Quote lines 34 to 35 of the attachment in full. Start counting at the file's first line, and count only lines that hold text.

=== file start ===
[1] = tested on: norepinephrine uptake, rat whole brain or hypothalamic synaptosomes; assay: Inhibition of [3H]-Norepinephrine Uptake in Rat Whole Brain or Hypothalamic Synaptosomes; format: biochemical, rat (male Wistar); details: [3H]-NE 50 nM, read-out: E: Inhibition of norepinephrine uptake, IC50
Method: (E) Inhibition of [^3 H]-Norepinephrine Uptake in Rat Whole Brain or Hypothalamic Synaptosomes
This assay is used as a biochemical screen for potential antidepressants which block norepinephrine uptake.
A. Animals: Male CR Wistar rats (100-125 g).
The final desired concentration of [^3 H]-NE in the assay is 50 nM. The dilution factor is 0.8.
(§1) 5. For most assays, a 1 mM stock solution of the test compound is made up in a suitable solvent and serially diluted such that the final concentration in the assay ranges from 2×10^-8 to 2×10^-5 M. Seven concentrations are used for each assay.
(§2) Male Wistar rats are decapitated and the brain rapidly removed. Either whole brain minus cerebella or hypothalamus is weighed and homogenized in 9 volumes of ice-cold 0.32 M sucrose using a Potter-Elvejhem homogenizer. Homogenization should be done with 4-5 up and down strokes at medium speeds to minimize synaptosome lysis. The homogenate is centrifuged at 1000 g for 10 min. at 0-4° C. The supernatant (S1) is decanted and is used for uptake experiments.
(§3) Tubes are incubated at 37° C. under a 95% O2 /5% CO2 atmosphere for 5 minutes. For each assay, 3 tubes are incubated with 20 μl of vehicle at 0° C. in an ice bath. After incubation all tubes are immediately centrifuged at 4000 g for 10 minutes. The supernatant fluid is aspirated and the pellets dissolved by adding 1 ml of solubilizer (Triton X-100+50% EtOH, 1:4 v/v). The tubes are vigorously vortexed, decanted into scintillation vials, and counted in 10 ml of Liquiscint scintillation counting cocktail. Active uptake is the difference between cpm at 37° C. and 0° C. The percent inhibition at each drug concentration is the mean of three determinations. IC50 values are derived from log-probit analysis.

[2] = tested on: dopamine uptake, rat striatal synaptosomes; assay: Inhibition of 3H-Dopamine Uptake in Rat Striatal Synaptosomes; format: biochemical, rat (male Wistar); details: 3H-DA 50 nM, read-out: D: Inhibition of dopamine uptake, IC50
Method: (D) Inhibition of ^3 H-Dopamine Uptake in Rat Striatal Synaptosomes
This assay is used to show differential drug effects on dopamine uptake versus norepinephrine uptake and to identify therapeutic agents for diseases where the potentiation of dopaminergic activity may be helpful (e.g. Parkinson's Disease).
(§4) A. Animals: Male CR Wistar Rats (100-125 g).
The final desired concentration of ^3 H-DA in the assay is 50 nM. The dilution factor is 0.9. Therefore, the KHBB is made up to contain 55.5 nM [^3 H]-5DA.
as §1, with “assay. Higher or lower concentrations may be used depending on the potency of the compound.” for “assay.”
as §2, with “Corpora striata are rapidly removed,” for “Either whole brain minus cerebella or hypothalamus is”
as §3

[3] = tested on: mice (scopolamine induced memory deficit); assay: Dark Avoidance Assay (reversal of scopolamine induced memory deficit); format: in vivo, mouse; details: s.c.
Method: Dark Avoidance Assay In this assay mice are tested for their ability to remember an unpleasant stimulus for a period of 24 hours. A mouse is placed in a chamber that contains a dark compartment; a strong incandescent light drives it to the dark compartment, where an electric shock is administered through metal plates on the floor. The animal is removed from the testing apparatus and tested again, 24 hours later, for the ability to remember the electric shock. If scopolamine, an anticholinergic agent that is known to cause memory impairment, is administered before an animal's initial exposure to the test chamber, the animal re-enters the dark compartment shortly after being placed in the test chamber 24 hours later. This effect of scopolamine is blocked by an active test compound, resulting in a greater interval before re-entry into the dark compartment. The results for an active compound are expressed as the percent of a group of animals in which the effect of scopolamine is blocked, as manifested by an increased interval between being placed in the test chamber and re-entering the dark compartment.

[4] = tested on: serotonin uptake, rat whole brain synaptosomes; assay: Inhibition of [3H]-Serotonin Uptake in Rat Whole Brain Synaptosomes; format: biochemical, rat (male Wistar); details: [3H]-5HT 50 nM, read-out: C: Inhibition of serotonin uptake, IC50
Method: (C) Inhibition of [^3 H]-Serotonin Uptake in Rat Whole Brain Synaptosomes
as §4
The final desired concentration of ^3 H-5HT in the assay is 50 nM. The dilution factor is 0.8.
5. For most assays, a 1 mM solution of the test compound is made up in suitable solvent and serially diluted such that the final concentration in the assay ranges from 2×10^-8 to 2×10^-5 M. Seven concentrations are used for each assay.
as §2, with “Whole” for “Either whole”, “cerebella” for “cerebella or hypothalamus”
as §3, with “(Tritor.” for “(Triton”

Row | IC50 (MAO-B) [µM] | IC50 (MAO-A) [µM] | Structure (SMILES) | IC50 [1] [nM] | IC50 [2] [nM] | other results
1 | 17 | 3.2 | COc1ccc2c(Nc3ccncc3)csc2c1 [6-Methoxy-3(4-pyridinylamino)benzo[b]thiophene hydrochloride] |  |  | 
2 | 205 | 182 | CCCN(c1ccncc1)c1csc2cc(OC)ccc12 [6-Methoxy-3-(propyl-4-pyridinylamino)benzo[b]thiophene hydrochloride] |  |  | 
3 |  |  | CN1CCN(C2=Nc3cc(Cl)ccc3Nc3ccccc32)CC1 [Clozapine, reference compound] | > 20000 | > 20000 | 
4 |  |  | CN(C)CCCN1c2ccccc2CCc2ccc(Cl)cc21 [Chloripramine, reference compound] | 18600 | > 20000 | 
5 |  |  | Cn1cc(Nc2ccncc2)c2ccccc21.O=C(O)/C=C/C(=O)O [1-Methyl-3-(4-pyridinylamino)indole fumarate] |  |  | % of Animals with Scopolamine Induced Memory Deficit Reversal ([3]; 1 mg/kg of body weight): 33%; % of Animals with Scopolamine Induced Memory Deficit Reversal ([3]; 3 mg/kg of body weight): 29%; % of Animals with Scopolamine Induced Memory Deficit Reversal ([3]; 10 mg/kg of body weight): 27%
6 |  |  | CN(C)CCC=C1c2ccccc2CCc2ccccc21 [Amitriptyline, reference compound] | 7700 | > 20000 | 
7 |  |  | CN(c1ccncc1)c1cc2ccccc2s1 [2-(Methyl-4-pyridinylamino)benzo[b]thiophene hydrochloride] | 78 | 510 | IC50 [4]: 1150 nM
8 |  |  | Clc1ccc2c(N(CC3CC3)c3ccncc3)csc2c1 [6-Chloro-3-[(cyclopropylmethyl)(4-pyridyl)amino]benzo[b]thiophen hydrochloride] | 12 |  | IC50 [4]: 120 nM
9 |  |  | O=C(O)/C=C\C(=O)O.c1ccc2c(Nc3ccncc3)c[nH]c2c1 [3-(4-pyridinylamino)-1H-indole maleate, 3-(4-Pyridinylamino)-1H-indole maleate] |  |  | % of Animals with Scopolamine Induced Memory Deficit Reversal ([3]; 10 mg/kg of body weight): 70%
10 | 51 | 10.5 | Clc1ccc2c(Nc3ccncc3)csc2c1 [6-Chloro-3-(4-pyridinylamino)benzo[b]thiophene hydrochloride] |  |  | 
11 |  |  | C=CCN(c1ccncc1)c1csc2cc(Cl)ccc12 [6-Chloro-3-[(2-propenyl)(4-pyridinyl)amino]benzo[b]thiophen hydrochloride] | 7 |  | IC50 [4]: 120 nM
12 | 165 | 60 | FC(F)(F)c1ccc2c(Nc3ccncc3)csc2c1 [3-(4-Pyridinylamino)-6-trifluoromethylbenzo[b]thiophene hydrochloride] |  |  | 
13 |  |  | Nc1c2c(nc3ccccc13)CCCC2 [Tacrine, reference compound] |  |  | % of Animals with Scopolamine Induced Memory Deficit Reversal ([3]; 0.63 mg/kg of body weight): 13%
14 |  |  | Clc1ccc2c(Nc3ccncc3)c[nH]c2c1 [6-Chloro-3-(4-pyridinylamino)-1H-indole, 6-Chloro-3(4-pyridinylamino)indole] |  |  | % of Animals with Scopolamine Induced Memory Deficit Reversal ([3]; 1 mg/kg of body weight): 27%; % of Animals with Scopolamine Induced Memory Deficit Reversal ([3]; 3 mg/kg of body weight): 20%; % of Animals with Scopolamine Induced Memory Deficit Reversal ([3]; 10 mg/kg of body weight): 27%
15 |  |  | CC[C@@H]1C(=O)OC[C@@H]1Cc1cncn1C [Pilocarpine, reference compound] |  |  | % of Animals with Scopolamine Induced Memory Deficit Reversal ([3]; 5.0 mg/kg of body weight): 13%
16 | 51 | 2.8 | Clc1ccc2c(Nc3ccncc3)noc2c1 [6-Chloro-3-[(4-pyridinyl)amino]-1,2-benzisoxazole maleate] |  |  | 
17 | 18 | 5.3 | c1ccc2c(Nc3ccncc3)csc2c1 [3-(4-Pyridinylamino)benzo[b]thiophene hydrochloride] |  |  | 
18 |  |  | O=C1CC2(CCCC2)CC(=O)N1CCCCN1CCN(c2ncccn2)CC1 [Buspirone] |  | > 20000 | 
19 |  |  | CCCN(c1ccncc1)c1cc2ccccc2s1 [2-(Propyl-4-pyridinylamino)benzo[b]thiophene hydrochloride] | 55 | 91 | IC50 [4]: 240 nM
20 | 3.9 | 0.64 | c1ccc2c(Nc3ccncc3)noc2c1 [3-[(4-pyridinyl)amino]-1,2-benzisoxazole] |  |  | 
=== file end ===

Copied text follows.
8 |  |  | Clc1ccc2c(N(CC3CC3)c3ccncc3)csc2c1 [6-Chloro-3-[(cyclopropylmethyl)(4-pyridyl)amino]benzo[b]thiophen hydrochloride] | 12 |  | IC50 [4]: 120 nM
9 |  |  | O=C(O)/C=C\C(=O)O.c1ccc2c(Nc3ccncc3)c[nH]c2c1 [3-(4-pyridinylamino)-1H-indole maleate, 3-(4-Pyridinylamino)-1H-indole maleate] |  |  | % of Animals with Scopolamine Induced Memory Deficit Reversal ([3]; 10 mg/kg of body weight): 70%